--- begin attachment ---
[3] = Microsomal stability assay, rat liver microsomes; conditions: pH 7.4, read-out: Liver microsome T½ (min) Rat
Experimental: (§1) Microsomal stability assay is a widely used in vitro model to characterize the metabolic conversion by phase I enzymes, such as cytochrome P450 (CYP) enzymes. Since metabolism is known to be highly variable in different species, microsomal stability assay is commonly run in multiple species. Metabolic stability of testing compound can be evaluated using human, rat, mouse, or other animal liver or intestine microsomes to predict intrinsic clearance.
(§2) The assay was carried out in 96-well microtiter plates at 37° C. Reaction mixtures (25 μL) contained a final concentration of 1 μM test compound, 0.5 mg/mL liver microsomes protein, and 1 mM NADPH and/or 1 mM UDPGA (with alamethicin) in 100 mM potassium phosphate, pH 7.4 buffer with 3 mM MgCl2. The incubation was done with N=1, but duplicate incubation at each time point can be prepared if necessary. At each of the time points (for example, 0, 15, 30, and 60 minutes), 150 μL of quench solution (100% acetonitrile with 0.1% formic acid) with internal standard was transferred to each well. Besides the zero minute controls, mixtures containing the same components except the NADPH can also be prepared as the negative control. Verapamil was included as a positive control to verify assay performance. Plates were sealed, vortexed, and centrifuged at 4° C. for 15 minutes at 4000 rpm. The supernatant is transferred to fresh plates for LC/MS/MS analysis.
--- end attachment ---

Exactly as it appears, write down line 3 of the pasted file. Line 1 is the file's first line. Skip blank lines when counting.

(§2) The assay was carried out in 96-well microtiter plates at 37° C. Reaction mixtures (25 μL) contained a final concentration of 1 μM test compound, 0.5 mg/mL liver microsomes protein, and 1 mM NADPH and/or 1 mM UDPGA (with alamethicin) in 100 mM potassium phosphate, pH 7.4 buffer with 3 mM MgCl2. The incubation was done with N=1, but duplicate incubation at each time point can be prepared if necessary. At each of the time points (for example, 0, 15, 30, and 60 minutes), 150 μL of quench solution (100% acetonitrile with 0.1% formic acid) with internal standard was transferred to each well. Besides the zero minute controls, mixtures containing the same components except the NADPH can also be prepared as the negative control. Verapamil was included as a positive control to verify assay performance. Plates were sealed, vortexed, and centrifuged at 4° C. for 15 minutes at 4000 rpm. The supernatant is transferred to fresh plates for LC/MS/MS analysis.